Thinking of buying an apartment near your workplace, or a unit in a glamorous new high-rise development?
If you’re not yet ready to purchase your dream home with a sprawling garden in the suburbs, you may be considering a more economical choice, as a unit or apartment. These types of properties have a strong appeal with tenants and owner-occupiers alike – plus, they have their own set of rules that ensure equal rights and obligations to every homeowner.
But before you dive into an apartment purchase, you must familiarise yourself first with strata and community titles, which are the two kinds of titles you’re likely to encounter.
They are key differences between the two types of titles, such as the following:
When referring to strata titled properties, we are generally talking about townhouses, units and some commercial properties.
The common link in these dwelling types is the fact that they are divided into units, rather than land allotments. Unit divisions are determined through structural divisions of a building, not by reference to the land. For instance, the inside lining of the wall, the bottom of the ceiling, the top of the floor – all of these can be used as references of where a particular unit begins and ends.
On the other hand, community titles are divided by land allotments referred to as lots rather than units. Instead of dividing the space based on building parameters, each lot owner is awarded their respective parcels of land with its own title, defined by surveyed land measurements, often without limitations on height and depth unless specified in the community scheme.
Both strata and community titles have common property areas like shared driveways, swimming pools, and other amenities. These common areas are shared by the members of each strata or community and generally aren’t exclusive to any particular unit or land owner unless exclusive use of a particular common area is allocated by the developer or granted by the strata or community corporation (e.g. car spaces, lift foyers, rooftop access, etc).
This means that as an owner of a strata titled property or community title property, you may be buying into a property with access to other lifestyle amenities, such as bike tracks, outdoor entertaining areas, parks, playgrounds, communal relaxation areas and lakes.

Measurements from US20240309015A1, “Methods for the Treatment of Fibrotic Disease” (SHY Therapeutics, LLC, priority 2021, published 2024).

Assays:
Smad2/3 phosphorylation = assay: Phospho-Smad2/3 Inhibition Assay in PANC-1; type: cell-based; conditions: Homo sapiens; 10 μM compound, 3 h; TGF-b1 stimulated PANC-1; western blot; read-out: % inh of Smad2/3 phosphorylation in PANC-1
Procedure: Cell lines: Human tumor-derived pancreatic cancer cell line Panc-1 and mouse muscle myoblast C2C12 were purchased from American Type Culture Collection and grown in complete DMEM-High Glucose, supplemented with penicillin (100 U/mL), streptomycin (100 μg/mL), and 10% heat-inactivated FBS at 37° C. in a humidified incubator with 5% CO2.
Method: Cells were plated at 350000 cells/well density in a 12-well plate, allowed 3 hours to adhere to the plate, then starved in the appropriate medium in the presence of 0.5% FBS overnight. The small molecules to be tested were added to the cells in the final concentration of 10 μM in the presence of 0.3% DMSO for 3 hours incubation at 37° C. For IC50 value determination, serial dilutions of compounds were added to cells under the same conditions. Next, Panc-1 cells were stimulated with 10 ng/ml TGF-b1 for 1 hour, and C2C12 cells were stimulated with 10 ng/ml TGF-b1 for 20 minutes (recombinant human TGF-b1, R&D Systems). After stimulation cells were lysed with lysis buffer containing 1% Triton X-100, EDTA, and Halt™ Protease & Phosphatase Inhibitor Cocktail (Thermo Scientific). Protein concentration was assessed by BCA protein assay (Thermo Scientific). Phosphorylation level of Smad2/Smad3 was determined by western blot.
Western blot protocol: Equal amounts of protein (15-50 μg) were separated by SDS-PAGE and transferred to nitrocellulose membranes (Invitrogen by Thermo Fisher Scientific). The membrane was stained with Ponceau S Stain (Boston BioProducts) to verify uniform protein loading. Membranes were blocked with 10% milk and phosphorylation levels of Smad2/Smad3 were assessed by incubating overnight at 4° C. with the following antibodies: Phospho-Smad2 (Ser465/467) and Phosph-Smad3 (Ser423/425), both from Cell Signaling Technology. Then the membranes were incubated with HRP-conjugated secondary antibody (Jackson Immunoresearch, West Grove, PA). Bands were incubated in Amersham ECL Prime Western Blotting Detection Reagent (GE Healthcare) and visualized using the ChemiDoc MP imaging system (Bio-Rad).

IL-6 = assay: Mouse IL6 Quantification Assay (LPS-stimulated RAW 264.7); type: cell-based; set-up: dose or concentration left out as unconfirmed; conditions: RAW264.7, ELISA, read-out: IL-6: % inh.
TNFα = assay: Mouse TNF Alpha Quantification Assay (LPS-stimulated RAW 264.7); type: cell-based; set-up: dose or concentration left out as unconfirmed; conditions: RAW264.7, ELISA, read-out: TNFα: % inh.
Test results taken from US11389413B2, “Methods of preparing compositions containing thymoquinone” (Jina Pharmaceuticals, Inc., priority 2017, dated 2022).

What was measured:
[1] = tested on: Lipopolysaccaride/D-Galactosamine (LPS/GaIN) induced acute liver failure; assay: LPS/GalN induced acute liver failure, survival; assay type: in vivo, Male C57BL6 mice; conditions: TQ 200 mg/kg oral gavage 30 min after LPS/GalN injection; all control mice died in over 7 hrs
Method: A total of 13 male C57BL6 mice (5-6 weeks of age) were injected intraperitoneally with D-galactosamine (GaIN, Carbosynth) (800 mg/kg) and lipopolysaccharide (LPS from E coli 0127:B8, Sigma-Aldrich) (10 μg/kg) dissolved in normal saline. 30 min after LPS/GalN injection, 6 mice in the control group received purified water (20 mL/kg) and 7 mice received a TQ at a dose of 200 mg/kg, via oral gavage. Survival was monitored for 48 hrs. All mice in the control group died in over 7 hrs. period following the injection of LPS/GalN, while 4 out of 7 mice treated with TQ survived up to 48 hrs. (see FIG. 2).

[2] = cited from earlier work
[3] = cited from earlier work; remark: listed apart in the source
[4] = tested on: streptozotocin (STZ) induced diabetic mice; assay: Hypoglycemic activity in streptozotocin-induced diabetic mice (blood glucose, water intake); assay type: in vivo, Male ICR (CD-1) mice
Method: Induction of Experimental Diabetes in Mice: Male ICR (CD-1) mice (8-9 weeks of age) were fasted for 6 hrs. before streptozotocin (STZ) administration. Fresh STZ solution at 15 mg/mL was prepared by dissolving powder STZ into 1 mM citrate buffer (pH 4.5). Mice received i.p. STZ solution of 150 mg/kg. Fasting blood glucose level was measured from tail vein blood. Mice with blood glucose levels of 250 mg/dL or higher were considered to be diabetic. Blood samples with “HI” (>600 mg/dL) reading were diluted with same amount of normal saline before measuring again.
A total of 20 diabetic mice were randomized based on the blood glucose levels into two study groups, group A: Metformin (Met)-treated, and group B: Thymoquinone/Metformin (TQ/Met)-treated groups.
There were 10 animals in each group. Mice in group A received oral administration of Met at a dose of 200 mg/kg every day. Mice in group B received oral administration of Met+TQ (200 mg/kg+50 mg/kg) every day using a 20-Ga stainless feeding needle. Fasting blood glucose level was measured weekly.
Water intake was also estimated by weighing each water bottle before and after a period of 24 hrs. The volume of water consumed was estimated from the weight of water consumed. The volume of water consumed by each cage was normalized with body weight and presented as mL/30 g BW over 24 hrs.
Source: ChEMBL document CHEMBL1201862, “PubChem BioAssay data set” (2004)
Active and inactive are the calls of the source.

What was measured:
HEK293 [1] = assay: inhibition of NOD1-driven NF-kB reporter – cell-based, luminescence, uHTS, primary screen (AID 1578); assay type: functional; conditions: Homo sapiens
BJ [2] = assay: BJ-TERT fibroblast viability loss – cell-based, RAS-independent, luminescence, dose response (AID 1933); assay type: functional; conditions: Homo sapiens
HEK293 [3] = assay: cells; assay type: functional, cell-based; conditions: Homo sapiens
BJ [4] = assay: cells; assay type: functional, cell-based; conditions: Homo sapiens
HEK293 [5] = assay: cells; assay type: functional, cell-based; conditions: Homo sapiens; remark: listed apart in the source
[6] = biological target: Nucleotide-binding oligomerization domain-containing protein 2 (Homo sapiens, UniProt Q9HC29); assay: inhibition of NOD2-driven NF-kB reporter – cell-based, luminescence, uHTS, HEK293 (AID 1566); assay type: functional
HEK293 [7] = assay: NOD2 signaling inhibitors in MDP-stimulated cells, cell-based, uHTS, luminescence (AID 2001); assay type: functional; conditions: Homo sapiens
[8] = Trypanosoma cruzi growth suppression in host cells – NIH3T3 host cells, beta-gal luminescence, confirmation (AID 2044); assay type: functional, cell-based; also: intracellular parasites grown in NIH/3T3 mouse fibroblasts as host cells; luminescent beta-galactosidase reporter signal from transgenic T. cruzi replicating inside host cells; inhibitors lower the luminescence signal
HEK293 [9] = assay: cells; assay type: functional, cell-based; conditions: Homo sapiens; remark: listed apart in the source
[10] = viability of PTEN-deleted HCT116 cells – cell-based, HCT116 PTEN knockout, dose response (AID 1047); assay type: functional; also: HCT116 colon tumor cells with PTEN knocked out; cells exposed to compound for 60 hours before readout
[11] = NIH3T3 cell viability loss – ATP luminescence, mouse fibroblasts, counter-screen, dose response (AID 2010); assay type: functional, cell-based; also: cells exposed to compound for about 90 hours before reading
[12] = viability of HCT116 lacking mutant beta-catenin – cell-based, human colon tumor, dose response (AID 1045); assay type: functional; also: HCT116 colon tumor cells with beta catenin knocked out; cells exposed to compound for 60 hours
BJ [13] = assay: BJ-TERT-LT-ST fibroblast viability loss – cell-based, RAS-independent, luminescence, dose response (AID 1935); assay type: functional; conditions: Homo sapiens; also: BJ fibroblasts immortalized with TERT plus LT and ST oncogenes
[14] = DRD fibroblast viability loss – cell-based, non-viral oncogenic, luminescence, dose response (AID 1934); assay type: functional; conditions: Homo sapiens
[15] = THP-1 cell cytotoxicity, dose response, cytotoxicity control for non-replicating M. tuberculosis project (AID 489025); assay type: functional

If you’re confused about the boundary lines in regards to a property you’re considering buying, your conveyancer should be able to shed some light on the situation for you!
For strata titled properties, a legal entity called a strata corporation (or also known as an owners corporation or body corporate, depending on the type of scheme and which state or territory the property is situated at) administers and maintains the common properties on behalf of all unit owners. The unit owners themselves comprise the corporation.
The same goes for community titles, with a community title corporation that is responsible for administering the rules within the community, as well as maintaining and insuring common properties.
To maintain the common areas, owners in either type of title have to raise funds and contribute based on their unit or lot entitlement – the capital value of their unit or lot compared to the value of all units or lots (as the case may be). In other words, the bigger your unit or lot is, the higher your contribution to the corporation will be.
A key difference between community and strata titles is insurance.
Strata corporations take care of the building and public liability insurances to cover the whole building and its common properties. However, it’s the unit owner’s responsibility to cover the contents insurance of his or her respective unit.
On the contrary, community title owners have no obligation in maintaining and insuring other lot owners’ buildings.
In a community title situation, the individual owner of each lot is responsible for the insurance of any building on their lot. The community corporation is only responsible for insuring any common area buildings or structures.
This is one of the biggest differences between Community Title and Strata Title, and it could potentially expose you as a property owner to some risky outcomes.
For instance, can you imagine the potential for financial loss if a complex of 8 apartments catches fire and burns to the ground – and only 5 of those individual property owners have building insurance?